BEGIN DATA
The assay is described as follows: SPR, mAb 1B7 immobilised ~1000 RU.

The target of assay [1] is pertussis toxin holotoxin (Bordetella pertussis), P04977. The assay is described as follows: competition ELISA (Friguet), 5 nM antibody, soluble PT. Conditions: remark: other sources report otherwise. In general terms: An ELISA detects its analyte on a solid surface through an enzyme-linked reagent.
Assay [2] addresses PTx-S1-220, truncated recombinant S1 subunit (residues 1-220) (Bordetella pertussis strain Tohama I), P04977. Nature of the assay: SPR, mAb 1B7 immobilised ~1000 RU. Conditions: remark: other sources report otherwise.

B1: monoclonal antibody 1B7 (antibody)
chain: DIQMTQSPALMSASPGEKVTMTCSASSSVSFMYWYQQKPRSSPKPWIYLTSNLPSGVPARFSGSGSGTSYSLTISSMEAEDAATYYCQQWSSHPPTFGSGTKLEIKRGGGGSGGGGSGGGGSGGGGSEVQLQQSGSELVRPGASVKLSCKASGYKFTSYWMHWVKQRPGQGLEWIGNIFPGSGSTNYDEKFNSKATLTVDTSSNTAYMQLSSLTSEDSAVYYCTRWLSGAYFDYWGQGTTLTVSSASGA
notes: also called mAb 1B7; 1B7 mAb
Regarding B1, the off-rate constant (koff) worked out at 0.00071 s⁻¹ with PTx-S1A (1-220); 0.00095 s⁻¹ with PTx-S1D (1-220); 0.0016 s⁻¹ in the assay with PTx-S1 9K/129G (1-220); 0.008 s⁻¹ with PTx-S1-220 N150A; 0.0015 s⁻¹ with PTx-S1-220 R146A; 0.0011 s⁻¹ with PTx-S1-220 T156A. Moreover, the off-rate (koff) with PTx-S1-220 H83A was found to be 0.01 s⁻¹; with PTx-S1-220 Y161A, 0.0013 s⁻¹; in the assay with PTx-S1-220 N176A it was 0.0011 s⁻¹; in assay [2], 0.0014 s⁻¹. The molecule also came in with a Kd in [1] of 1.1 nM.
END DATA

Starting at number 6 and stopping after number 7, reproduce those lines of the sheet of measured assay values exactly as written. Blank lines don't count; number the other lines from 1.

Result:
notes: also called mAb 1B7; 1B7 mAb
Regarding B1, the off-rate constant (koff) worked out at 0.00071 s⁻¹ with PTx-S1A (1-220); 0.00095 s⁻¹ with PTx-S1D (1-220); 0.0016 s⁻¹ in the assay with PTx-S1 9K/129G (1-220); 0.008 s⁻¹ with PTx-S1-220 N150A; 0.0015 s⁻¹ with PTx-S1-220 R146A; 0.0011 s⁻¹ with PTx-S1-220 T156A. Moreover, the off-rate (koff) with PTx-S1-220 H83A was found to be 0.01 s⁻¹; with PTx-S1-220 Y161A, 0.0013 s⁻¹; in the assay with PTx-S1-220 N176A it was 0.0011 s⁻¹; in assay [2], 0.0014 s⁻¹. The molecule also came in with a Kd in [1] of 1.1 nM.